Great-Gazoo

Yes, a show that already featured cavemen with modern appliances didn’t think it too strange to add an extraterrestrial to the mix.

Again, though, everybody already knows about The Flintstones. But did you know that Scooby-Doo was a combination of an old radio show called I Love Mystery and the sitcom The Dobie Gillis Show? That’s right, Freddie was based on Dobie, and Shaggy was a copy of Bob Denver’s beatnik character, Maynard G. Krebbs.

Dobie_and_Maynard

Now that you’ve seen it, you’ll never be able to unsee it.

Dobie Gillis itself has largely fallen out of the public eye; does the current version of its imitation still need to follow in those footsteps? If a supernatural series for youngsters were indeed being designed from scratch today, wouldn’t its more likely inspiration be The Walking Dead and other zombie movies and TV shows?

As for The Flintstones, drawing them in a more realistic style (however uncanny it is) at least made me recognize some of the wonderful absurdity of the show all over again (“So that’s what it would look like if somebody actually had a pet dinosaur”). This franchise has been languishing since the terrible live-action movies of 1994 and 2000; an ill-conceived direct-to-video animated movie inexplicably featuring WWE wrestlers failed to ignite any interest last year. This new project may not be what The Flintstones needs, but these characters clearly need some kind of a fresh approach.

I had a bigger problem with Loonatics Unleashed from a few years ago, which bafflingly reimagined the Looney Tunes characters as futuristic superheroes. In the first place, the original Looney Tunes are brilliant and still hold up as high-water marks in animation and comedy. So there was no need to change the premise so radically. In the second place, while I can see at least a tenous connection between Scooby-Doo and modern spooky shows like The Walking Dead, there is nothing at all about Looney Tunes that makes me say, “These characters need to be fighting aliens.”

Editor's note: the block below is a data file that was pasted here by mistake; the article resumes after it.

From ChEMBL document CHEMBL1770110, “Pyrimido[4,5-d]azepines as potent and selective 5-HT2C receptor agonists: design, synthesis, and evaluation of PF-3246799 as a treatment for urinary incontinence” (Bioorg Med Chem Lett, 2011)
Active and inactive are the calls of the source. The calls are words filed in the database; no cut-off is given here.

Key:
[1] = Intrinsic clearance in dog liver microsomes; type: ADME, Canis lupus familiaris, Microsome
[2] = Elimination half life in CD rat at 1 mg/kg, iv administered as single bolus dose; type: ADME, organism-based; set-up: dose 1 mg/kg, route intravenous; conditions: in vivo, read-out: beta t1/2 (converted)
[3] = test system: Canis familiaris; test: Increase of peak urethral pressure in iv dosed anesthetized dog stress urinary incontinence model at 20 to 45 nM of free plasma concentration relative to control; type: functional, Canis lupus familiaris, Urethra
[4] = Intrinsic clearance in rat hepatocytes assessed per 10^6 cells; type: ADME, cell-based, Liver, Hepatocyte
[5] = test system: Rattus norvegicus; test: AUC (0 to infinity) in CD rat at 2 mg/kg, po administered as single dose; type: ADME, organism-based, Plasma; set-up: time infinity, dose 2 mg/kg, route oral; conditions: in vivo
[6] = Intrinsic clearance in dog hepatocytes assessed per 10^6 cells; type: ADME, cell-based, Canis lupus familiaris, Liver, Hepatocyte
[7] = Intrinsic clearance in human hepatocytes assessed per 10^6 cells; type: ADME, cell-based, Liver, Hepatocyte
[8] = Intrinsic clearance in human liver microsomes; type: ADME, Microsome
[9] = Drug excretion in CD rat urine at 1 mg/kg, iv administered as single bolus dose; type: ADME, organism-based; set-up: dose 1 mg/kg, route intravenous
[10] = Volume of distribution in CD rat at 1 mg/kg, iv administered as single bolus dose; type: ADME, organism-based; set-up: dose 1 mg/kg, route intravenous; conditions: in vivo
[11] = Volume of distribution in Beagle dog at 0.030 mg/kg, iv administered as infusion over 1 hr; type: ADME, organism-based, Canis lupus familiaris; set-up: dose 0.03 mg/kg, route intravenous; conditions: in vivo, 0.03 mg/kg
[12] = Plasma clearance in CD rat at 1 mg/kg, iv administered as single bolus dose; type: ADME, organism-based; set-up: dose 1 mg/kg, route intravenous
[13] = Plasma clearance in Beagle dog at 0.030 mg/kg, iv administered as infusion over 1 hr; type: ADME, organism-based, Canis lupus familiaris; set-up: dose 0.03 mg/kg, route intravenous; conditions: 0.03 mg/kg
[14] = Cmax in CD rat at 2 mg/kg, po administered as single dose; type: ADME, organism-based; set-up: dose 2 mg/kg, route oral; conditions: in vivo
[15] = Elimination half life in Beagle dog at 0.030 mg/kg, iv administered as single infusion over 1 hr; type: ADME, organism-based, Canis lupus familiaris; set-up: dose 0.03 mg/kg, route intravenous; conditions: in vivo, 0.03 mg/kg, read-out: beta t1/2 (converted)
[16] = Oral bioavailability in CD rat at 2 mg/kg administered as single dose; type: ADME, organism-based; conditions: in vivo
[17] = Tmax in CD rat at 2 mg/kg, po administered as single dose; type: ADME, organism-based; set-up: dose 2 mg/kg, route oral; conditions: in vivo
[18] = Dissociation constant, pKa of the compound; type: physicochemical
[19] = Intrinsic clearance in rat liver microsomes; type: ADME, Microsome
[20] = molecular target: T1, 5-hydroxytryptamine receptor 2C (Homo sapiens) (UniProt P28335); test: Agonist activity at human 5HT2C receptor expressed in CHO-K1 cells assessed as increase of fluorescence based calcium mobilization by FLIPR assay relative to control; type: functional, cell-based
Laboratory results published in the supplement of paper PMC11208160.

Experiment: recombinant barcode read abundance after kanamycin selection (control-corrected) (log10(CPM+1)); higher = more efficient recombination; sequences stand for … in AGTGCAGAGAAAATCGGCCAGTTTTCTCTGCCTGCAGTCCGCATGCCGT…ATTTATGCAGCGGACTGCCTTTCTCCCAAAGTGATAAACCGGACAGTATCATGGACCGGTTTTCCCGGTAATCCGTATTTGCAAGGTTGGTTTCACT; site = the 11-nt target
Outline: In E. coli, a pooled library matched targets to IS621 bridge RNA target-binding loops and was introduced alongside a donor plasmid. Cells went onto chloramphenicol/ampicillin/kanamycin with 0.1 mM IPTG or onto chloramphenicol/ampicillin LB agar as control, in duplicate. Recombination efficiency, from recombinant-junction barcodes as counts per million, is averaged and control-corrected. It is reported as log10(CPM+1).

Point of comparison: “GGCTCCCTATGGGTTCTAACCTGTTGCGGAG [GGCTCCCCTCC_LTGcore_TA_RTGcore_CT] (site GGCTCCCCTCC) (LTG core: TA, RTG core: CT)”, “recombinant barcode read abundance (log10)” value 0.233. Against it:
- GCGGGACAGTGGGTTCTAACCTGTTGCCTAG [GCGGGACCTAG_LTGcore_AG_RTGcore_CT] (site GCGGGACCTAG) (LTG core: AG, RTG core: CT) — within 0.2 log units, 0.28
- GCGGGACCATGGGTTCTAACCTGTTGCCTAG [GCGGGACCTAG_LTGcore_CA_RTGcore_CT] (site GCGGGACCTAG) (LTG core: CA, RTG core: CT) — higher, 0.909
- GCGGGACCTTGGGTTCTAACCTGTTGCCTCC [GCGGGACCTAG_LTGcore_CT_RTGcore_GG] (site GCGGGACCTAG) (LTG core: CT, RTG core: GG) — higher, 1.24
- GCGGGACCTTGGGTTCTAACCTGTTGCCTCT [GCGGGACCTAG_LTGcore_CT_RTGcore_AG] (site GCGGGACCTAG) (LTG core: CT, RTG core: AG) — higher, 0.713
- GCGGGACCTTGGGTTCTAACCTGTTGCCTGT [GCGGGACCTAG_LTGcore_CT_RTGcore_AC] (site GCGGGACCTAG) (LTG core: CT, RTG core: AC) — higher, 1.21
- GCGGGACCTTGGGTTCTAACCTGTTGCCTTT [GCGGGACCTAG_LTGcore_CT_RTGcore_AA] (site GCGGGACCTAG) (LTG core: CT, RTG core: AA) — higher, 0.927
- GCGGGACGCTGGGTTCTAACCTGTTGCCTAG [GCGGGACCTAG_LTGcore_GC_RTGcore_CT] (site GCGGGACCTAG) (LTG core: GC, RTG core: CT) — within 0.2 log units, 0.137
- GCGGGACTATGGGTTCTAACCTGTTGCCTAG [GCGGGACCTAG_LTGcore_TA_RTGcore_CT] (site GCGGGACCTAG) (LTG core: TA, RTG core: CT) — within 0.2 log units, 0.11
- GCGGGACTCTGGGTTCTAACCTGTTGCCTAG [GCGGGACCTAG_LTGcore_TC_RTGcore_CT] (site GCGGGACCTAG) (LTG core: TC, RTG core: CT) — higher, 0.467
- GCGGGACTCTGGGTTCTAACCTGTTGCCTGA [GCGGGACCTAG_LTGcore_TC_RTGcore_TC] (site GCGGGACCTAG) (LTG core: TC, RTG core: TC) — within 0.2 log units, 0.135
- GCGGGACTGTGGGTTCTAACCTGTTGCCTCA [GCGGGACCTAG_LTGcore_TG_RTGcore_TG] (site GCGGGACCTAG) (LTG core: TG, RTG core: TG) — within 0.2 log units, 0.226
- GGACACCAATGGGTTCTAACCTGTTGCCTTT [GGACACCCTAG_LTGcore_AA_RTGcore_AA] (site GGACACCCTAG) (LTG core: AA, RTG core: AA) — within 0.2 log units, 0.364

So there’s at least potential for some of these projects to turn out really good. It’s not a definitive truth, of course, but I’m going to keep an open mind. After all, Frankenstein Jr.’s phone hasn’t rung for a while. I think he’s probably happy just to be working again.

 

Advertisements

Everything Old is Old Again

Part 1: The Not-Really-Reboots

By Tom Holste

Feb. 15, 2016

The subject of reboots and rehashes has been coming up a lot lately. And unfortunately, the problem is that when it comes to reboots, to quote Inigo Montoya from The Princess Bride, “I do not think that word means what you think it means.”

What a reboot actually means is ignoring the previous continuity and starting completely starting over from scratch. Think of it like rebooting your computer. It’s a chance to start fresh, so that the creators and audiences aren’t weighed down with trying to remember tons of minautue to enjoy the new story, or perhaps to undo some creative decisions that the fans disliked.

DC Comics rebooted their fictional universe in the 1980s with their Crisis on Infinite Earths mini-series, and they keep rebooting every 10 years or so. When it comes to movies, Batman Begins was a reboot that dismissed the movies with Michael Keaton and company. And while 2006’s Superman Returns was a sequel to the Christopher Reeve movies, 2013’s Man of Steel is a full reboot that ignores the earlier movies.